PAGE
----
Black candidates won 2022 elections in five of the seven House districts that the court has ordered redrawn. But the plaintiffs in Agee v. Benson argue that it takes higher percentages of Black voters to win primaries because so many candidates run and end up splitting the vote. In two primary elections where Black candidates lost, the votes were split. In District 11, which is 44% Black voters, the ballot had nine candidates. Veronica Paiz, a Hispanic woman, won with less than 19% of the votes cast. In District 8, which has 46% Black voters, Mike McFall, a white man, won the primary with 38% of the vote against two Black candidates.

So you’re suggesting too many primary candidates, not map boundaries, dilute the Black vote?

Yes, that is what the evidence suggests. For example, three Black primary candidates lost in the 9th House District, which has 53% Black voters. The 5th House District with 57% Black voters attracted five primary candidates; a white woman won with 38% of the votes cast, while two Black men won 40% of the primary votes between the two of them. So changing district boundaries isn’t an effective way to solve the problem.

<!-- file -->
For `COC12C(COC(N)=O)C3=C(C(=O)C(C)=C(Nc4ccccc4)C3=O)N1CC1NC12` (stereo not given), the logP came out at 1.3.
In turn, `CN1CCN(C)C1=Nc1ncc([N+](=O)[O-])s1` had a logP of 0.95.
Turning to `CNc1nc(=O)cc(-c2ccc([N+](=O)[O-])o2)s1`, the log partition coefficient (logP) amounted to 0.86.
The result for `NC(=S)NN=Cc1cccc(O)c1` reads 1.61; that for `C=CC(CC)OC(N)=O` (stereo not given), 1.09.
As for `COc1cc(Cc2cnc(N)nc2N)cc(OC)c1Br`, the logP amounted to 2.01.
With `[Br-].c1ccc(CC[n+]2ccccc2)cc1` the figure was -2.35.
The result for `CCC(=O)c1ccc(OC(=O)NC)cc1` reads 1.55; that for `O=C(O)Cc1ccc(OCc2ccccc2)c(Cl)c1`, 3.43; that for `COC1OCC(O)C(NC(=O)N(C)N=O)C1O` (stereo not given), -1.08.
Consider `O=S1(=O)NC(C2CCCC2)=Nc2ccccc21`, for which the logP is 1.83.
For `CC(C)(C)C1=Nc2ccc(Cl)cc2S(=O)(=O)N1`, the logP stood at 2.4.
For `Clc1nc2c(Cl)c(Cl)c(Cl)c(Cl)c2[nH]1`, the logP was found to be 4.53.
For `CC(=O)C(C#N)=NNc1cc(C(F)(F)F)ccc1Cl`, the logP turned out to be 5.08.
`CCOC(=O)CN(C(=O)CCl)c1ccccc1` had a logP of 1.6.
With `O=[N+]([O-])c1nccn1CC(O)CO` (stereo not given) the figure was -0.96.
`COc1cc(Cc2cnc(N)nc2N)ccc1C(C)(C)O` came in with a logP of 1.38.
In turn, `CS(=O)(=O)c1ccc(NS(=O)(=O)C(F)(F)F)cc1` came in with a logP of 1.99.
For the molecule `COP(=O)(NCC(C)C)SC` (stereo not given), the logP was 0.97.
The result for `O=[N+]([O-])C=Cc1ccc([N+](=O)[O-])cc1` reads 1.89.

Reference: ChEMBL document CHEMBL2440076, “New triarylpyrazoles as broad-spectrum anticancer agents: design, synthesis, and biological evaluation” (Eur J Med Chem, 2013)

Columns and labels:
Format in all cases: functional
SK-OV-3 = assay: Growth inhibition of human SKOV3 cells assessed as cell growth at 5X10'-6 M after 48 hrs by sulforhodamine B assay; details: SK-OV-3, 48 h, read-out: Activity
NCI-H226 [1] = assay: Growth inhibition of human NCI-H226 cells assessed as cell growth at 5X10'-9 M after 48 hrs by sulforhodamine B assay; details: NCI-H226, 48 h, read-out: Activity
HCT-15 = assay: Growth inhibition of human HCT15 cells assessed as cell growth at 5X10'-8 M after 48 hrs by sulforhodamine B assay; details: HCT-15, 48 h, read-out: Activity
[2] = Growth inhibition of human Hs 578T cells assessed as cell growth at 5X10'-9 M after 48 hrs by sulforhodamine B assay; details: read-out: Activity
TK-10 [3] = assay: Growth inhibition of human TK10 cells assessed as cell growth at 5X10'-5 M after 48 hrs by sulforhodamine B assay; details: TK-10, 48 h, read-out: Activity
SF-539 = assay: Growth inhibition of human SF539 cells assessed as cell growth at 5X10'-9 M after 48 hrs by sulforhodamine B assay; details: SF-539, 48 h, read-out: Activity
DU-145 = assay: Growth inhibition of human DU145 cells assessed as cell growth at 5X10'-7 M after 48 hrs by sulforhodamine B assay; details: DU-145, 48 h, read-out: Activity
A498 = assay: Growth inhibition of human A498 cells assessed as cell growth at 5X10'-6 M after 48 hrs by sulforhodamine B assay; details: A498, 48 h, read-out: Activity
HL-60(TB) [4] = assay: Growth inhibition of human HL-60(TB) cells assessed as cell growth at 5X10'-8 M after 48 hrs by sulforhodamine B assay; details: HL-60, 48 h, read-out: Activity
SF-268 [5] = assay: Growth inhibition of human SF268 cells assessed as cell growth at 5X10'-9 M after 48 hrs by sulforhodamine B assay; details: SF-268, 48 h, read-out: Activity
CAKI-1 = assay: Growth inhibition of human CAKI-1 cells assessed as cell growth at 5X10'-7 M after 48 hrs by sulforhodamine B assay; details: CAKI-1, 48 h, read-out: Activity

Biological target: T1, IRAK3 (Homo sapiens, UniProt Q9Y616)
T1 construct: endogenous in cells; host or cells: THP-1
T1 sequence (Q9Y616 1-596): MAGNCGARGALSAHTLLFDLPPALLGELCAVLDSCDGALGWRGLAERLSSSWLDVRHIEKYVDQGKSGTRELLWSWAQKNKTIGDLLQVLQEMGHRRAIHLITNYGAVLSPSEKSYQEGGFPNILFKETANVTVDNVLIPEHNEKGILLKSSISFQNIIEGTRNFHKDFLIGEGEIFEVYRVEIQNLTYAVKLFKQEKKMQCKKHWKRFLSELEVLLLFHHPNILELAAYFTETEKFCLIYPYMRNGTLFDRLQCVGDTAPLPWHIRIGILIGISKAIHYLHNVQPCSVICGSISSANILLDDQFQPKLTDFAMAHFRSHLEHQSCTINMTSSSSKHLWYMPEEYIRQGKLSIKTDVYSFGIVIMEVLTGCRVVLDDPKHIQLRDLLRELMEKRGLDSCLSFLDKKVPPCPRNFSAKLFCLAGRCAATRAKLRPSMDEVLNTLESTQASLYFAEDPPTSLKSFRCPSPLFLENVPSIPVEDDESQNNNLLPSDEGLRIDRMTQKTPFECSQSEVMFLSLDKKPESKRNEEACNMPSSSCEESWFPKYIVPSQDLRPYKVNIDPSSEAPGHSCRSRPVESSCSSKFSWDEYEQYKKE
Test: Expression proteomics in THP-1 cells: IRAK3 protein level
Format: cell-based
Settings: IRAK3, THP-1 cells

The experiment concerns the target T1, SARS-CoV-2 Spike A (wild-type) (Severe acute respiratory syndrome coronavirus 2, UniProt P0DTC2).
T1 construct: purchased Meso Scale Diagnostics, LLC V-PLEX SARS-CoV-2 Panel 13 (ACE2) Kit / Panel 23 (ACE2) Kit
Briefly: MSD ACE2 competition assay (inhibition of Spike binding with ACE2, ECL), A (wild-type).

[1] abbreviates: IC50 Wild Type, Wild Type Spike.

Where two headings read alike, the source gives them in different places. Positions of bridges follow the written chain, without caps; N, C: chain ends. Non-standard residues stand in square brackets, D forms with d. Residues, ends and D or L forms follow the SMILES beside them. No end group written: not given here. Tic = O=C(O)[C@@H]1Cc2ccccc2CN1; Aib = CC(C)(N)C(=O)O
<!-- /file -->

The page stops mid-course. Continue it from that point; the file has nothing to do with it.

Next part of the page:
Other solutions like ranked choice voting could increase opportunities for Black primary victories, regardless of how many candidates run. This voting system is gaining popularity in places as disparate as Alaska, Maine and New York City.

The new maps must be finalized by March 29. What does this mean for 2024 elections?

Given the tight deadline for the commission to publish the maps, receive public comments and then vote on the maps, candidates will have a shorter window to organize primary election campaigns. Some incumbents will see their constituents shift again. And it is possible that Black voters will be packed into a smaller number of districts.The Conversation

Marjorie Sarbaugh-Thompson, professor of political science, Wayne State University and Lyke Thompson, professor of political science, Wayne State University

This article is republished from The Conversation under a Creative Commons license. Read the original article.